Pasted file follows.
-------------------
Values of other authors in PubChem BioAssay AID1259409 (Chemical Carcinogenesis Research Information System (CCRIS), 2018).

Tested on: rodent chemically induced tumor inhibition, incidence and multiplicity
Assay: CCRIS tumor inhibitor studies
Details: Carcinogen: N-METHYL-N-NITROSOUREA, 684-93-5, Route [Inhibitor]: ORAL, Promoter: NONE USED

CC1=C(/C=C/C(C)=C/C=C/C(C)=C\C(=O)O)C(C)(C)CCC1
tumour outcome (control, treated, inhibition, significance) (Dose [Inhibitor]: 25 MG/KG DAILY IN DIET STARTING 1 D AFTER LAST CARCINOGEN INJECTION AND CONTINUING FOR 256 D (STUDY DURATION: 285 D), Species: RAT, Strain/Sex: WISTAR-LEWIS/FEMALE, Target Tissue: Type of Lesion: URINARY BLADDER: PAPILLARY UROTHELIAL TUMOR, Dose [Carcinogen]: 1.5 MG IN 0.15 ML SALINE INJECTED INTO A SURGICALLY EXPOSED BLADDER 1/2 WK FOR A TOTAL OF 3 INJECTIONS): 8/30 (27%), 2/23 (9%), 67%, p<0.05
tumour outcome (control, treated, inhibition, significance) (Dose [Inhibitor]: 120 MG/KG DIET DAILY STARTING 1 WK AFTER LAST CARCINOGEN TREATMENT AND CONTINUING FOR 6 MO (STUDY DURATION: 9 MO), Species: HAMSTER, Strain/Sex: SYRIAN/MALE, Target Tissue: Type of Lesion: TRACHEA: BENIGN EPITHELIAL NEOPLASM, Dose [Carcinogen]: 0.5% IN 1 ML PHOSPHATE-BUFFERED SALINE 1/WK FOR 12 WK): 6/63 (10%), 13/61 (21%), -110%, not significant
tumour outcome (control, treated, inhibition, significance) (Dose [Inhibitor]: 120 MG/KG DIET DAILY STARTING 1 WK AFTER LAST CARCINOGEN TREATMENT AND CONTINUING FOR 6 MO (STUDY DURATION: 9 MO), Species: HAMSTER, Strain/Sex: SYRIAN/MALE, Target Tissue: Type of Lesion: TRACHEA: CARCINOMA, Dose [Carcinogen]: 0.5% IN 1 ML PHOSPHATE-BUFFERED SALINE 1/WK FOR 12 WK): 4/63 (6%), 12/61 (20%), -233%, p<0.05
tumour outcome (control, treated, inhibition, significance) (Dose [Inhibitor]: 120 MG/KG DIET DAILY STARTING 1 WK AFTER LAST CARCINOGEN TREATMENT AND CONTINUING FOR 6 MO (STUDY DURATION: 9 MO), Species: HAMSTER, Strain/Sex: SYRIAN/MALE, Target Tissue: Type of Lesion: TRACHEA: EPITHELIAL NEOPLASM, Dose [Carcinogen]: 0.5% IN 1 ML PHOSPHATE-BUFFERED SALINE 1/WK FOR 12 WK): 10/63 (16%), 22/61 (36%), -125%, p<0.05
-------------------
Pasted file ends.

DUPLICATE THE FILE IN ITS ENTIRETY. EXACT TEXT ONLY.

Values of other authors in PubChem BioAssay AID1259409 (Chemical Carcinogenesis Research Information System (CCRIS), 2018).

Tested on: rodent chemically induced tumor inhibition, incidence and multiplicity
Assay: CCRIS tumor inhibitor studies
Details: Carcinogen: N-METHYL-N-NITROSOUREA, 684-93-5, Route [Inhibitor]: ORAL, Promoter: NONE USED

CC1=C(/C=C/C(C)=C/C=C/C(C)=C\C(=O)O)C(C)(C)CCC1
tumour outcome (control, treated, inhibition, significance) (Dose [Inhibitor]: 25 MG/KG DAILY IN DIET STARTING 1 D AFTER LAST CARCINOGEN INJECTION AND CONTINUING FOR 256 D (STUDY DURATION: 285 D), Species: RAT, Strain/Sex: WISTAR-LEWIS/FEMALE, Target Tissue: Type of Lesion: URINARY BLADDER: PAPILLARY UROTHELIAL TUMOR, Dose [Carcinogen]: 1.5 MG IN 0.15 ML SALINE INJECTED INTO A SURGICALLY EXPOSED BLADDER 1/2 WK FOR A TOTAL OF 3 INJECTIONS): 8/30 (27%), 2/23 (9%), 67%, p<0.05
tumour outcome (control, treated, inhibition, significance) (Dose [Inhibitor]: 120 MG/KG DIET DAILY STARTING 1 WK AFTER LAST CARCINOGEN TREATMENT AND CONTINUING FOR 6 MO (STUDY DURATION: 9 MO), Species: HAMSTER, Strain/Sex: SYRIAN/MALE, Target Tissue: Type of Lesion: TRACHEA: BENIGN EPITHELIAL NEOPLASM, Dose [Carcinogen]: 0.5% IN 1 ML PHOSPHATE-BUFFERED SALINE 1/WK FOR 12 WK): 6/63 (10%), 13/61 (21%), -110%, not significant
tumour outcome (control, treated, inhibition, significance) (Dose [Inhibitor]: 120 MG/KG DIET DAILY STARTING 1 WK AFTER LAST CARCINOGEN TREATMENT AND CONTINUING FOR 6 MO (STUDY DURATION: 9 MO), Species: HAMSTER, Strain/Sex: SYRIAN/MALE, Target Tissue: Type of Lesion: TRACHEA: CARCINOMA, Dose [Carcinogen]: 0.5% IN 1 ML PHOSPHATE-BUFFERED SALINE 1/WK FOR 12 WK): 4/63 (6%), 12/61 (20%), -233%, p<0.05
tumour outcome (control, treated, inhibition, significance) (Dose [Inhibitor]: 120 MG/KG DIET DAILY STARTING 1 WK AFTER LAST CARCINOGEN TREATMENT AND CONTINUING FOR 6 MO (STUDY DURATION: 9 MO), Species: HAMSTER, Strain/Sex: SYRIAN/MALE, Target Tissue: Type of Lesion: TRACHEA: EPITHELIAL NEOPLASM, Dose [Carcinogen]: 0.5% IN 1 ML PHOSPHATE-BUFFERED SALINE 1/WK FOR 12 WK): 10/63 (16%), 22/61 (36%), -125%, p<0.05